The Tiffany-designed wrought-iron and mica fireplace hood was first displayed in the library at Tiffany’s Madison Avenue residence before it was installed at Laurelton Hall. It is one of the Morse Museum’s most recent acquisitions.

Laurelton Hall: 1901-1915
Oyster Bay, Long Island

 “… to suggest the former splendor …”


Laurelton Hall, Overview.
Laurelton Hall, plans. Robert L. Pryor, architect.
Reception Hall and Fountain, directly ahead; to the right, Daffodil Terrace. There are ten galleries in the Laurelton Hall addition.
Daffodil Terrace was reconstructed from hundreds of salvaged and restored architectural elements as well as replicated boxed beams, frieze, and rafter tails. The eight Carrara marble columns with concrete capitals encrusted with cast-glass daffodils support a coffered ceiling with a center skylight framed by more than 100 molded wood-composite tiles painted with geometric and floral motifs.
Daffodil Terrace, view toward the new wing’s center hall.
Tiffany’s Daffodil Column Capitals.
Daffodil Terrace, view toward the Dining Room.
Daffodil Terrace view east to central courtyard.
Daffodil Terrace, view northeast toward the museum courtyard.
Daffodil Terrace, coffered ceiling and ceiling tiles.
Daffodil Terrace, ceiling detail.
The Dining Room features six wisteria leaded-glass transom windows and three mosaic clocks.
Indian Teak Doorway, c. 1882. Laurelton Hall. The main entrance to Laurelton Hall’s art gallery was fashioned in the manner of an 18th-century Indian residence. The doors were crafted in Ahmedabad, a workshop that produced Indian objects for Tiffany Studios.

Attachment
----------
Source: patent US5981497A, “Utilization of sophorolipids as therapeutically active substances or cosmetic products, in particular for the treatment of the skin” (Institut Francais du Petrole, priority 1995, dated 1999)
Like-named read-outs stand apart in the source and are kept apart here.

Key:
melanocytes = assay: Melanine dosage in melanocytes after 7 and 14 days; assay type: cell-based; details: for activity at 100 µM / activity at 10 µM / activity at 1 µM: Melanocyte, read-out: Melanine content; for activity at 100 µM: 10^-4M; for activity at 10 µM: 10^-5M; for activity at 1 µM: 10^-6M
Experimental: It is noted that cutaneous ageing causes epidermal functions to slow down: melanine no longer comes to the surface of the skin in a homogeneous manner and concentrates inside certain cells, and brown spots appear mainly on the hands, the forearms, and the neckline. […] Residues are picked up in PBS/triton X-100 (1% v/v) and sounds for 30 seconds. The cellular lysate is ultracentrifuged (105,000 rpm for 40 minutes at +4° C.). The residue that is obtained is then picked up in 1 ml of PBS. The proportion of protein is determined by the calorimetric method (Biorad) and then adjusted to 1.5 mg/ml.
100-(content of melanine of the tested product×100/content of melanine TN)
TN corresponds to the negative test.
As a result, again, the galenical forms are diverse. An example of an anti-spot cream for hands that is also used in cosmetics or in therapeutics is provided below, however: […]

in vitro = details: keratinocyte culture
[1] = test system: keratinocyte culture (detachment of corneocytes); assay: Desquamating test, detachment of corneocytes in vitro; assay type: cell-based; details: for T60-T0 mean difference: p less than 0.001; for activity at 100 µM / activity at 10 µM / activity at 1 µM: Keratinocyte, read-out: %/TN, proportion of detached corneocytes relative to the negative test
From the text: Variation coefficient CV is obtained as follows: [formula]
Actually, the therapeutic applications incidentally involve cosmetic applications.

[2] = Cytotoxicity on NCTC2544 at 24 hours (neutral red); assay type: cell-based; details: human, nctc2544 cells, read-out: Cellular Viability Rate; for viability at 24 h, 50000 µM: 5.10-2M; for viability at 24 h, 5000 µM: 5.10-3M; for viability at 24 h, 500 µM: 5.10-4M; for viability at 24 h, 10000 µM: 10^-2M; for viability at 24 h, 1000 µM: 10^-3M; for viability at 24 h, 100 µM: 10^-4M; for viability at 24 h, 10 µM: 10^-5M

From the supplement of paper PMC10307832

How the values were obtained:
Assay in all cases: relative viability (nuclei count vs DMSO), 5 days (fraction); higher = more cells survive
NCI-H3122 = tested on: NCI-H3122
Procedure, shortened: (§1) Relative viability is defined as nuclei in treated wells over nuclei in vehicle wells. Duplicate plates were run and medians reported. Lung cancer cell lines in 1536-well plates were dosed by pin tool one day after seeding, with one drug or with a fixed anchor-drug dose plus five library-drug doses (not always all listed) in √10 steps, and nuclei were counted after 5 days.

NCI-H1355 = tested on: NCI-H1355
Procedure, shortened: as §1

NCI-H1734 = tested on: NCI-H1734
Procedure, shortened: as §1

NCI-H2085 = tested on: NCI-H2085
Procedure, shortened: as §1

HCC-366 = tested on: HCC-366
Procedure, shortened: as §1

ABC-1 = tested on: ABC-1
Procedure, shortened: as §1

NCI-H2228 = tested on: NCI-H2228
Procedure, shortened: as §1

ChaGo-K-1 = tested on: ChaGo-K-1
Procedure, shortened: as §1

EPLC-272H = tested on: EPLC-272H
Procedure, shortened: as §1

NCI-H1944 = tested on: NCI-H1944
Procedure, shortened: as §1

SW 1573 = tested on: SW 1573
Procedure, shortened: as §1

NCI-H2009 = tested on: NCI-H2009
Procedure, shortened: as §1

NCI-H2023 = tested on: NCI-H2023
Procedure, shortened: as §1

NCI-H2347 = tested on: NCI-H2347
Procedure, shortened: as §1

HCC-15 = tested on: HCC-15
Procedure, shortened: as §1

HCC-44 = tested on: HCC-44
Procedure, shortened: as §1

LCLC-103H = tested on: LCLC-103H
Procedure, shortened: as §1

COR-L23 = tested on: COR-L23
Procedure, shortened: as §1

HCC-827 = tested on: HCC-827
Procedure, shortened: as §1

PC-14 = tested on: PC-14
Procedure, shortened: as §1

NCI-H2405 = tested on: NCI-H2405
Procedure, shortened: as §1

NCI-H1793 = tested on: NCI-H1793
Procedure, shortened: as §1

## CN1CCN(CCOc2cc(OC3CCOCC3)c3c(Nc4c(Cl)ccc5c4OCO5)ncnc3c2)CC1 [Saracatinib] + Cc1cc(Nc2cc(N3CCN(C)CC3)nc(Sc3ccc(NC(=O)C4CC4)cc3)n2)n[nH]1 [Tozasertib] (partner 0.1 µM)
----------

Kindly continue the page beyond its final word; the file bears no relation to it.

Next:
Tree of Life window, 1928-1931. Studio, Laurelton Hall. 120 x 82 in. Considered Tiffany’s last designed window, it is also his only work known to have been designed as “an everlasting inspiration …” at Comfort Lodge, his Florida home.

Comfort Lodge
1865 Brickell Avenue – Miami
1923-1933


Tiffany at Comfort Lodge on Miami’s Brickell Avenue. Courtesy The Morse Museum of American Art.
July 1920. Chapman & Frazer, architect. Built for a cost of $30-$40,000, “octagon in shape with every room octagon with six sides exposed … movable windows and walls, and cypress beams brought in from Palatka …” Miami News archive.
Comfort Lodge, 1865 Brickell Avenue, Miami. Image State of Florida Archives.
Comfort Lodge, 1865 Brickell Avenue. Miami. Tiffany’s sister, Annie Olivia Tiffany Mitchell, built a house next door to Comfort Lodge; their houses connected by a footbridge. The Mitchell-Tiffany Papers are housed at Yale. Image State of Florida Archives.
February 1928. “Artists Goes to Beach at 80.” Miami News archive.
February 1932. The last party at Comfort Lodge. Comfort Lodge was sold in June 1935. A few months later, it was considerably damaged by a hurricane and demolished. Miami News archive.




January 1933. The will …

Louis Comfort Tiffany (1848-1933)


The August Heckscher leaded-glass door panels, c. 1905.
The Charles Hosmer Morse Museum of American Art.

Click here for Artescape at Winter Park, Part I


Photography Augustus Mayhew